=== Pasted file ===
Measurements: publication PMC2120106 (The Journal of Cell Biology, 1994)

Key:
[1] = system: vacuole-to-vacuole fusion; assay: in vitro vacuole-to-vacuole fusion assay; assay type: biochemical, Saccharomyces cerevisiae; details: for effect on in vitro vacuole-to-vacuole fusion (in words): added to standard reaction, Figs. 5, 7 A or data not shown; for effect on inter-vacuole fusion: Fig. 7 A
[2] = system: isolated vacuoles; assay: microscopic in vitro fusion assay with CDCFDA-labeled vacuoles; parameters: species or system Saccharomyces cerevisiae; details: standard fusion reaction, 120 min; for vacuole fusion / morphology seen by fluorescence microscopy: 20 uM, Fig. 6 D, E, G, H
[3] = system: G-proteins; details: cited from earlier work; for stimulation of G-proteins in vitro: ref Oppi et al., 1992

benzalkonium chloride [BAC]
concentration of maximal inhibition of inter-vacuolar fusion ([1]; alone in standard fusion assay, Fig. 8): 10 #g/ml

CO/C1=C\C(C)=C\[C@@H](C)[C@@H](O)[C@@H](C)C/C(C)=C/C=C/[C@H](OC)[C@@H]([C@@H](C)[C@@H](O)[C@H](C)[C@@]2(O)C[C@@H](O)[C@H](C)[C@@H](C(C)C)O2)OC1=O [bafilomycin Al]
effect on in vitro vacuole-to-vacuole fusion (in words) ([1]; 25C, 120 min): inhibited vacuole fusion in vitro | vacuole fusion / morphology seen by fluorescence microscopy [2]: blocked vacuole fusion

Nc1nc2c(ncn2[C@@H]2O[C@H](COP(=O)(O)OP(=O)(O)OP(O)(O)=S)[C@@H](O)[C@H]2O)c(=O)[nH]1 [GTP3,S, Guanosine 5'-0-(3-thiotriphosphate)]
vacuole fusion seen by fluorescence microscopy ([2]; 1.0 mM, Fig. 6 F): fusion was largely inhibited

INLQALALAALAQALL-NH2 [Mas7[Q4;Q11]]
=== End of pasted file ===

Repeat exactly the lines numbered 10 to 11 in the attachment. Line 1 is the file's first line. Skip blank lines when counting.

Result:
Nc1nc2c(ncn2[C@@H]2O[C@H](COP(=O)(O)OP(=O)(O)OP(O)(O)=S)[C@@H](O)[C@H]2O)c(=O)[nH]1 [GTP3,S, Guanosine 5'-0-(3-thiotriphosphate)]
vacuole fusion seen by fluorescence microscopy ([2]; 1.0 mM, Fig. 6 F): fusion was largely inhibited